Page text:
It should go to President Bush and General Petraeus whose “SURGE” pretty much ended the hostilities.
Marine Maj. Gen. John Kelly, who just left his job overseeing U.S. operations in Anbar Province, said Tuesday that he saw violence drop to an almost “meaningless” level over the past year.
Kelly told reporters Tuesday that in the area that was the home ground of the Sunni insurgency, American combat forces don’t have enough to do and most could have pulled out months ago.
“There is still a security issue there, but in the province I just left the (Iraqi) army and the police are more than handling the remnants of what used to be al-Qaida,” Kelly said. “There’s other parts of Iraq that aren’t going quite as well but all of Iraq is doing pretty well.”
Exit Question: Will President Bush get any credit for ending the war? Or for just starting it? And the 4,200 plus killed and 31,000 injured?
Is Barack Obama playing politics with the Iraq War?
Isn’t it obvious?
But, John McCain does NOT have to paint Obama as a typical,duplicitous, lying politician on the Iraq War issue. As El Rushbo said today on his radio show the American public almost expects that from their pols. Rush suggests instead of emphasizing that Obama is a “ROOKIE” and inexperienced – one prone and destined to make poor decisions.
In other words, a politician who cannot be trusted with the Presidency. Like somebody who would rather go to the gym rather than see wounded troops. Somebody who is ALL ABOUT HIMSELF – even for a politician.
The script of Troops says it all:
Anncr: Barack Obama never held a single Senate hearing on Afghanistan.
He hadnâ€™t been to Iraq in years.
He voted against funding our troops.
And now, he made time to go to the gym, but cancelled a visit with wounded troops.
Seems the Pentagon wouldnâ€™t allow him to bring cameras.
John McCain is always there for our troops.
McCain. Country first.
John McCain: Iâ€™m John McCain and I approve this message.
Notice today how Barack Obama is moving away from foreign policy issues.
John McCain today in Denver, Colorado rejected Barack Obama’s “AUDACITY OF HOPELESSNESS” for Iraq.
McCain is RIGHT but the war is unpopular and Americans after five years in the Middle East are fatigued with war. Flap doubts that anyone is listening to Obama or McCain at this point about the Iraq War or care one iota about the war on terror in Afghanistan.
Run of the mill voters are more concerned about the economy (meaning their jobs) and the price of gas.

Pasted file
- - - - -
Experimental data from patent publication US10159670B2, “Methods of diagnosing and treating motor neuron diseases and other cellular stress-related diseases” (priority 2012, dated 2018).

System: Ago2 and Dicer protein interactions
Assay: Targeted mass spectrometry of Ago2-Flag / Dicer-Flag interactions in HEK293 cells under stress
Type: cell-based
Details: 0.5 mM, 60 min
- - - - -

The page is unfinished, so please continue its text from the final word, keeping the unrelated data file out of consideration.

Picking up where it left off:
Did Barack Obama find support for his Iraq War withdrawal plan while in Iraq?
Gen. David H. Petraeus, the architect of the dramatic turnaround in U.S. fortunes, “does not want a timetable,” Mr. Obama reported with welcome candor during a news conference yesterday. In an interview with ABC, he explained that “there are deep concerns about . . . a timetable that doesn’t take into account what [American commanders] anticipate might be some sort of change in conditions.”
Iraqi Prime Minister Nouri al-Maliki, who has a history of tailoring his public statements for political purposes, made headlines by saying he would support a withdrawal of American forces by 2010. But an Iraqi government statement made clear that Mr. Maliki’s timetable would extend at least seven months beyond Mr. Obama’s. More significant, it would be “a timetable which Iraqis set” — not the Washington-imposed schedule that Mr. Obama has in mind. It would also be conditioned on the readiness of Iraqi forces, the same linkage that Gen. Petraeus seeks. As Mr. Obama put it, Mr. Maliki “wants some flexibility in terms of how that’s carried out.”
Other Iraqi leaders were more directly critical. As Mr. Obama acknowledged, Sunni leaders in Anbar province told him that American troops are essential to maintaining the peace among Iraq’s rival sects and said they were worried about a rapid drawdown.
The answer is NO.
But the American MSM has reported “The MESSIAH’S” Iraq visit a success even though his policy has NOT been accepted favorably by the major players there.
American voters grow weary of the Iraq War and are showing little attention to withdrawal plans as their gasoline prices skyrocket.
Obama may be wrong but Americans hear “get out” and unfortunately agree.
Damn. Talk about triangulation, or “hide the ball.”
Here is John McCain on the Iraq War Surge (interview with CBS’s Katie Couric):